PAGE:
The table below shows 1962-to-date correlations between stock prices and 10-year Treasury bond yields at each bond yield decile. Aside from the seventh decile (yield levels of 7.07% to 7.68%), the change in correlation is perfectly “monotonic”; i.e., the stock/bond-yield correlation declines (eventually turning negative) as the level of bond yields rises. Today’s 10-year bond yield is so low (at 1.91%) it could double and remain in its bottom decile of the last 50 years. At yield levels this low (i.e., 3.91% or below), the correlation between stocks and bond yields has been positive (and extreme) at +0.43.

Bond bears who are nervous about the impact of rising rates on their stock portfolios should take heart. The correlation “flip” doesn’t occur until rates move into the fifth decile at almost 6%! In other words, over the last 50 years bond yields have not provided a serious competitive threat to equities until they reach yield levels that are precisely three times today’s level (1.91% x 3 = 5.73%, the bottom yield level of the fifth decile). Based on this analysis, we think it might be premature for bond bears to begin dumping their stocks.

APPENDIX: RISK & RETURN ARE NOT WHAT (NOR WHERE) THEY USED TO BE

We’re not fans of the efficient frontier for the simple reason that stock and bond correlations are unstable. Nonetheless, the concept is useful to illustrate what would have been possible in a balanced portfolio after the fact, and can therefore shed light on the time-varying nature of capital market dynamics.

The southwest-to-northeast curve in the diagram below shows the rather conventional risk/return tradeoff existing between the S&P 500 and 10-year Treasury bonds between 1926 and 1996. But—as discussed previously—the period since 1997 has been an anomalous one in which the traditionally negative relationship between stock prices and bond yields has inverted. This period has provided a nearly flat risk/return tradeoff, with stock and bond total returns almost identical for the past 15 years. But the shift in stock/bond correlations has also had the impact of significantly reducing the volatility of a balanced portfolio.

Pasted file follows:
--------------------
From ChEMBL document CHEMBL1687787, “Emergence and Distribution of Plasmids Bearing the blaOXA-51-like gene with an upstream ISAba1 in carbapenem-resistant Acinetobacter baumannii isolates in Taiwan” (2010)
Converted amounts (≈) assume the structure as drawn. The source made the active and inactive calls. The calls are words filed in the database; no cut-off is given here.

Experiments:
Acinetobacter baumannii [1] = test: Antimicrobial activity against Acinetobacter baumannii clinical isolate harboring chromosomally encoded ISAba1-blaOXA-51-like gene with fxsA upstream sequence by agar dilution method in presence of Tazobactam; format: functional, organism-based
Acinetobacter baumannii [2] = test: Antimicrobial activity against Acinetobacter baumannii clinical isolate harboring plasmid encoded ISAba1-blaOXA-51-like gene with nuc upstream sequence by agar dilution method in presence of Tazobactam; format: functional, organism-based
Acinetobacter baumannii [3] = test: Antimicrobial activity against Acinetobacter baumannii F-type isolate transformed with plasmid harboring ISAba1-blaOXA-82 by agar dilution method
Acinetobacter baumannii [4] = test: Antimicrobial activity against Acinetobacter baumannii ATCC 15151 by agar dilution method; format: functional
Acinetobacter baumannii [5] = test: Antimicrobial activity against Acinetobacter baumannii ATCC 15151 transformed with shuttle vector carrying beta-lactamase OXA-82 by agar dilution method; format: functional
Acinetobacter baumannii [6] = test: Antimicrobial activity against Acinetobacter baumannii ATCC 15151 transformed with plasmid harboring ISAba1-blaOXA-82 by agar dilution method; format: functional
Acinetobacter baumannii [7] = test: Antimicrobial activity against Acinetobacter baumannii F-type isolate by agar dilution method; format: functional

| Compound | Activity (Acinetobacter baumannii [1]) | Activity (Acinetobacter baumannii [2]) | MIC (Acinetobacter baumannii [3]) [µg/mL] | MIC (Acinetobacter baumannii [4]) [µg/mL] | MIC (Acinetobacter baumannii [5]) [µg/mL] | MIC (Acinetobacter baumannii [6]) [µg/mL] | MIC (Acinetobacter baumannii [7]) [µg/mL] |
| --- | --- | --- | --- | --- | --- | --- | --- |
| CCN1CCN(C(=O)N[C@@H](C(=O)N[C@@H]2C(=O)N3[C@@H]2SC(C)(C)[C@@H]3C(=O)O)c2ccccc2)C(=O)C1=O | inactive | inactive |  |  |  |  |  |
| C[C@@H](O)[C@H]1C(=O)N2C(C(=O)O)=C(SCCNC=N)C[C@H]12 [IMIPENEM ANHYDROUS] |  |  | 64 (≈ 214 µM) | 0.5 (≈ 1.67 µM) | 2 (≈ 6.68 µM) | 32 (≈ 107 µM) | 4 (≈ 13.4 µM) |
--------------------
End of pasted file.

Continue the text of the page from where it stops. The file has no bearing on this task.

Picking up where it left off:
In fact, the negative covariance of returns has been so great that the so-called “bond equivalent risk” portfolio for the past 15 years has actually consisted of 47% stocks and 53% bonds! The risk- reduction available from equities would seem lost on retail investors, judging by year-to-date flows of $120 billion into bond funds and $25 billion out of stock funds. And the implication for professional bond managers? If recent stock/bond correlations persist (and it is only bond managers who seem to believe they will), bond investors can cut their risk by putting up to 47% of their portfolios into stocks! (Perhaps bond managers—not retail stock investors—will power the S&P 500 to new highs!) If recent stock/bond correlations persist (and it is only bond managers who seem to believe they will), bond inves- tors can cut their risk by putting up to 47% of their portfolios into stocks! (Perhaps bond managers - not retail stock investors - will power the S&P 500 to new highs!)